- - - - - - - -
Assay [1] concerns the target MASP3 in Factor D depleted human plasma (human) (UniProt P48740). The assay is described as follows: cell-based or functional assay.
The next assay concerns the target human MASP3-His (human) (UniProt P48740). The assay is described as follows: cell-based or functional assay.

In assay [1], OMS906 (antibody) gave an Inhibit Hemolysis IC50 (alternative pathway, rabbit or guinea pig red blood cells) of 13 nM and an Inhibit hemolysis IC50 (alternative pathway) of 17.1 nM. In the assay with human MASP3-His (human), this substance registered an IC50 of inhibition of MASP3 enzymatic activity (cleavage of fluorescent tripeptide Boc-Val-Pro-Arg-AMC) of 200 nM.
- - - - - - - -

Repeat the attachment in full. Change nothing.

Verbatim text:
Assay [1] concerns the target MASP3 in Factor D depleted human plasma (human) (UniProt P48740). The assay is described as follows: cell-based or functional assay.
The next assay concerns the target human MASP3-His (human) (UniProt P48740). The assay is described as follows: cell-based or functional assay.

In assay [1], OMS906 (antibody) gave an Inhibit Hemolysis IC50 (alternative pathway, rabbit or guinea pig red blood cells) of 13 nM and an Inhibit hemolysis IC50 (alternative pathway) of 17.1 nM. In the assay with human MASP3-His (human), this substance registered an IC50 of inhibition of MASP3 enzymatic activity (cleavage of fluorescent tripeptide Boc-Val-Pro-Arg-AMC) of 200 nM.